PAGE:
I am unsure how to define the nationality of this made for television production. Europeans of various nationalities were involved, it was made in English, and registered in Singapore. It is set in occupied France during World War II and based on the book Daddy by Loup Durand. It deals with a very sensitive topic, Jewish bank accounts. The boy playing Thomas Sangster (Thomas von Gall) is engaging and the film suspensful. Thomas is a brilliant chess champion with a phenomenal memory. These lines set the story. Thomas: "I have to put the secret in a safe place." David Quatermain: "Is it that important? Thomas: It's more important than my grandfather's life. It's more important than my mother's. And it's certainly more important than mine." The film unfortunately tends to gloss over a very serious issue and the extent to which individuals besides NAZI villans were involved in the Holocaust. The costuming is reasonably accurate. It also tends to over emphazize the help French Jews received. One of the few groups helping French Jews was an American group which operated before the Torch innasions (November 1942).
I am unsure how to define the nationality of this made for television production. Europeans of various nationalities were involved, it was made in English, and registered in Singapore.
The film is set in occupied France during World War II.
The film is based on the book Daddy by Loup Durand. One of the t actions the NAZIs took in occupied countries was to freeze and then seize Jewish bank accounts. This story deels with Swedish babk accounts. As far as I know there is no basis in fact for this story.
The boy playing Thomas von Gall is English child actor Thomas Sangster gives an engaging performance. He played in quite a number of films.
The film is suspensful. Thomas is a brilliant chess champion with a phenomenal memory. His Swedish mother, Maria Von Gall, is operating a rescue route for Jews trying to escape NAZI Europe and the Holocaust. Her operation is funded by a Swiss bank account. The ruthless professor Grevor Laemelle is helping to track her down. As the NAZIs come closer, she trains Thomas in survival tactics and entrusts him with the secret bank codes. Laemelle succeedds in kidnapping Thomas and offers a exchange. It doesn't work and Thomas sees his mother killed. Thomas is saved by his American father, who was separated and who Thomas does not know. His father protected by American neutrality plans to take Thomas to Spain and saftey. Thomas has been entrusted with a critical secret and is determined to carry out his dangerous mission. These lines set the story and Thomas's resolution. Thomas: "I have to put the secret in a safe place." David Quatermain: "Is it that important? Thomas: It's more important than my grandfather's life. It's more important than my mother's. And it's certainly more important than mine." Laemelle will do anything to gain possession of the codes.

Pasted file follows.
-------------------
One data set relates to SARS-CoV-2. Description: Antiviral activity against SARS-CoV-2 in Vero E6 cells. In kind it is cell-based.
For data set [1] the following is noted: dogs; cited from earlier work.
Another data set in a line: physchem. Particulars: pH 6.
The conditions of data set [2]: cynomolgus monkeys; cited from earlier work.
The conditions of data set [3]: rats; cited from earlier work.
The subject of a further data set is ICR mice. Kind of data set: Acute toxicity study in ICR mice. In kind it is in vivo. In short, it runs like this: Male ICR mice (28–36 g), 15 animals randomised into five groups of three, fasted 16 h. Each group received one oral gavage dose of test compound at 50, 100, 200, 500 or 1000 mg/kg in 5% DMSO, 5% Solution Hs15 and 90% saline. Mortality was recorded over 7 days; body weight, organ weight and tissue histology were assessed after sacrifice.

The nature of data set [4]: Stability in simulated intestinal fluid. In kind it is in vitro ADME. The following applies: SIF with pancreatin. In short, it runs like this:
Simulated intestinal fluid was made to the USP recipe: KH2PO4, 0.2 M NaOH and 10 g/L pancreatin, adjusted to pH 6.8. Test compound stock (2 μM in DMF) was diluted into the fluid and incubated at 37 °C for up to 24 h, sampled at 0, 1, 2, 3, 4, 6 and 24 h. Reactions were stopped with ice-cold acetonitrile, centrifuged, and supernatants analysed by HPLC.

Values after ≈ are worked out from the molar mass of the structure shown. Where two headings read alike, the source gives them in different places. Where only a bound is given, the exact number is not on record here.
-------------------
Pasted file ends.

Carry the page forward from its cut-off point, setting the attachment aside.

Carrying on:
The costuming is reasonably accurate. Thomas is costumed appropriately for the World War II era. He is wearing short pants, short socks (the movie is set in warm southern France), button-on suspenders and a sports jacket. Later he gets a long psants suit.
The film unfortunately tends to gloss over a very serious issue and the extent to which individuals besides NAZI villans were involved in the Holocaust. It also tends to over emphazize the help French Jews received. One of the few groups helping French Jews was an American group (American Emergency Rescue Committee) which operated before the Torch innasions (November 1942). The Sweeds helped Danish Jews and later in the War Hungarian Jews, but I do not know of any important role they played in France. Sweden was very concerned until 1943 about a possible German invasion.
France is unique among all the countries which experienced the Holocaust. France was the only defeated Allied country whose government actively assisted the NAZIs. After the French surrender. The Vichy authorities actively assisted the NAZIs track down and deport Jews. [Eizenstat] The first action taken against French Jews after the 1940 invasion was the expulsion from Alsace. To my knowlege, this was one of the very few non-lethal expulsions conducted by the NAZIs. Presumably the master plan for killing the Jews had not yet been fully worked out. Another early action involving German Jews was deporting Jews in Western Landen (Baden, the Saar, and the Palatinate), including some of the oldest German Jewish families, in October 1940 to camps in the French Pyrenees (Gurs, Noé, Récébédou, and Rivesaltes). Gurs was the largest. The death rate was very high because there were not even the most basic facilities. The camps were run by Vichy authorities. The killing of Dutch, Belgian and French Jews began in July 1942 when the death camps in Poland became operational. Vivian Fry, before American entered the War, worked tirelessy in Vichy to build up a rescue network working with the Emergency Resue Committee, a private relief organization. The NAZIs had inserted a "suuender on demand clause" in Article 5 of the Franco German Armistace of 1940. Fry succeeded in resucing more than 1,500 artists, musicians, politicams, scientists, and writers, many but not all Jewish. The Germans make life a nightmare for French Jew, both in Vichy as well as the occupied area. Many French people risked their lives to protect Jews, including French people that were anti-semitic. One French girl recalls a priest who helped save her and her family describe how he disliked Jews, but saving them from the Germans was the "Christian thing" to do. [Cohn] Others assisted the Germans.
Cohn, Marthe with Windy Cohn. Behind Enemy Lines: The True Story of a French Jewish Spy in Nazi Germany (Harmony), 282p.
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